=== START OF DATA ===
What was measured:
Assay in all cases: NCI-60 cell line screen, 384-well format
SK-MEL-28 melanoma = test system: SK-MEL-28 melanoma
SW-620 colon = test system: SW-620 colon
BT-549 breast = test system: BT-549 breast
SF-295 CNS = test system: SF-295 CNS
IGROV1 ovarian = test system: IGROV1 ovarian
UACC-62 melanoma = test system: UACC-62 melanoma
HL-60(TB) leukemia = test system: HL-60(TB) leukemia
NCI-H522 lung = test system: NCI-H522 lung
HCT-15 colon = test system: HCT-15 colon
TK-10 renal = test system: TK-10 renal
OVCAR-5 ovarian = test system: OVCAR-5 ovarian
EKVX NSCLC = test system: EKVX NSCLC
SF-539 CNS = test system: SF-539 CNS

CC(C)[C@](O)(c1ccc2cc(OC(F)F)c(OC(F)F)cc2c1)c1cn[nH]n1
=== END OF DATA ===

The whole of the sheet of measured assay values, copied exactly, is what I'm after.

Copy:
What was measured:
Assay in all cases: NCI-60 cell line screen, 384-well format
SK-MEL-28 melanoma = test system: SK-MEL-28 melanoma
SW-620 colon = test system: SW-620 colon
BT-549 breast = test system: BT-549 breast
SF-295 CNS = test system: SF-295 CNS
IGROV1 ovarian = test system: IGROV1 ovarian
UACC-62 melanoma = test system: UACC-62 melanoma
HL-60(TB) leukemia = test system: HL-60(TB) leukemia
NCI-H522 lung = test system: NCI-H522 lung
HCT-15 colon = test system: HCT-15 colon
TK-10 renal = test system: TK-10 renal
OVCAR-5 ovarian = test system: OVCAR-5 ovarian
EKVX NSCLC = test system: EKVX NSCLC
SF-539 CNS = test system: SF-539 CNS

CC(C)[C@](O)(c1ccc2cc(OC(F)F)c(OC(F)F)cc2c1)c1cn[nH]n1